3. There is often a large amount of end destinations at e.g., hospitals and airports. Therefore, a principle of step-by-step navigation called “progressive disclosure” can be used as a means to reduce the amount of information at each decision point.
This is done by breaking down the journey into a number of natural sub-destinations instead of for example pointing towards each individual bed ward at the main entrance hall at a hospital, e.g., entrance – building A – main waiting area – level X – local waiting area – destination. In the entrance hall you only point to different buildings and then in the buildings you point towards the main waiting areas etc.
4. Finally, a Danish proverb says that “exams are days of festivity for the well prepared” and this is also the case with wayfinding. Our ability to navigate is supported if we are can prepare ourselves for our visit to a specific environment, which requires the possibility of accessing information (e.g., digitally) about our upcoming “journey”, what is going to happen and what else to expect.
Wayfinding graphic design principles
While the information system design makes for the core structure of what information to provide when and where, the graphic principles guide how to communicate it.
5. If combinations of different means of communication are applied, e.g., of colours, letters, numbers, raised patterns on walls or floors, sound and picogrammes, we ensure that as many users as possible, irrespective of their preconditions, can decode the wayfinding systematics.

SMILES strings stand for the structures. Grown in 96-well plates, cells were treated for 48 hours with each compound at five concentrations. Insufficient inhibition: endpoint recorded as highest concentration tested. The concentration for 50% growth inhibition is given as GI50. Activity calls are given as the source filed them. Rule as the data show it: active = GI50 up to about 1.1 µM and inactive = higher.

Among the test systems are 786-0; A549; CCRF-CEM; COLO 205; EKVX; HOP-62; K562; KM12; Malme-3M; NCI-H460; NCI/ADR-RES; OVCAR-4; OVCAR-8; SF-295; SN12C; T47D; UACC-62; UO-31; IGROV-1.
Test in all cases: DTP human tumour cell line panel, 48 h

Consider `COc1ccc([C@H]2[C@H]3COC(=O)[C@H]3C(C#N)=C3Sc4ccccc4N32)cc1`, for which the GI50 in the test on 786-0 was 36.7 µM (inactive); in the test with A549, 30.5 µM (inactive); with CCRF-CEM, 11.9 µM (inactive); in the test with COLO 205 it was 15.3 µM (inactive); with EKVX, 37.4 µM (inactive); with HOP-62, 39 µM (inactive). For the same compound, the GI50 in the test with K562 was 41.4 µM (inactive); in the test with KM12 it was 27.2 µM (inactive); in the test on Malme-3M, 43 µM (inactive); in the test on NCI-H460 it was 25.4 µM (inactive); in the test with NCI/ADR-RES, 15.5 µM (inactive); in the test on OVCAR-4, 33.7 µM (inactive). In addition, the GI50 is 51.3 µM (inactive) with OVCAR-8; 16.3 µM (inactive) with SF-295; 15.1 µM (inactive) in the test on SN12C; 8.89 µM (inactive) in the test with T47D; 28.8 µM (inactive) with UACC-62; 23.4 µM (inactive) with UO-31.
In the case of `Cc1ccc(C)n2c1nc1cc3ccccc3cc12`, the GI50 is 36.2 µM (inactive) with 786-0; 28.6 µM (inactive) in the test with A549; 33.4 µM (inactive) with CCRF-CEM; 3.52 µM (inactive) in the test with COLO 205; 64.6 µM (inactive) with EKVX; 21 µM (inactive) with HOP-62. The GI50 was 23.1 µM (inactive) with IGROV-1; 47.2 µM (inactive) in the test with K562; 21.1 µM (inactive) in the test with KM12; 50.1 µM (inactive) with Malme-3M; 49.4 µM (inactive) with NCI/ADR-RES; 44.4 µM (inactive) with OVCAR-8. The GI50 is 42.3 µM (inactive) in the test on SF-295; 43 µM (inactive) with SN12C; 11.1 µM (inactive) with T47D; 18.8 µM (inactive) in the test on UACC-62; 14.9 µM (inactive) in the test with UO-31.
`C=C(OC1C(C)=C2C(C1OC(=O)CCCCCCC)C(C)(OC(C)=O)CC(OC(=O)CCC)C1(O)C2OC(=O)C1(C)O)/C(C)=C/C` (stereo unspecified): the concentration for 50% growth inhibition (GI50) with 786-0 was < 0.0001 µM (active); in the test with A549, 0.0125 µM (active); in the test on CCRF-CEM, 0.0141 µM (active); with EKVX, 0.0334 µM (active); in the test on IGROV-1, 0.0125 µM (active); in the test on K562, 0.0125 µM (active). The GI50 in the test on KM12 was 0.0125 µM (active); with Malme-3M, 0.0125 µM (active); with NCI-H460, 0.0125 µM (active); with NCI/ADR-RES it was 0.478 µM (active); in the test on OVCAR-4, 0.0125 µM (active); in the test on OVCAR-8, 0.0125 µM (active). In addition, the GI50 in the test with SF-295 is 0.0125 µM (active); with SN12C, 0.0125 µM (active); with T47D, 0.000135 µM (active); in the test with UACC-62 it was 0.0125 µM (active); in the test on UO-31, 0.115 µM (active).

This allows e.g., people with dyslexia to navigate using colour codes or people with visual impairments to navigate using the raised patterns on the walls or on the floor. Different means of communication provide users with the ability to navigate using whatever means they are more comfortable with.
6. But we can also integrate the characteristics of the individual space into graphic and visual approach. By including characteristic spatial elements in the wayfinding system, we can support the natural affordances of the space and create optimal user flows.
This can be done e.g., by colour coding departments, using art or super graphics on walls or floors or by using lighting and furniture creatively. These elements can nudge our behaviour and strengthen our ability to orientate ourselves because they can function as landmarks along the route, hence supporting our memory and cognitive mapping. When these are respectfully integrated into the architecture, we see synergetic effects rather than making wayfinding a visually detached extra layer.
7. Finally, a digital or physical map of the space can enhance orientation for visitors by providing them with a quick overview over the route to their destination and the placement of different destinations in relation to each other.
Thus, the overview becomes part of our mental overview – our cognitive map – of the spaces. In many places it will be beneficial to place a map or another type of overview already outside the building at e.g., the parking lot. This will allow users to know by instinct what to look for as soon as they enter the building.
If the map is made tactile by raising e.g., walls and doors people with visual impairments can also gain an overview and be better prepared for their route. Such maps can be placed at several locations in the building to make the amount of information manageable and accessible.
By adhering to these seven wayfinding design-principles we believe that we are able to create the best wayfinding solutions – tailored both to the unique spatial conditions and the specific user group.
Do you want to know more about how we design wayfinding systems, or what we can do for you and your organisation? Get in contact here.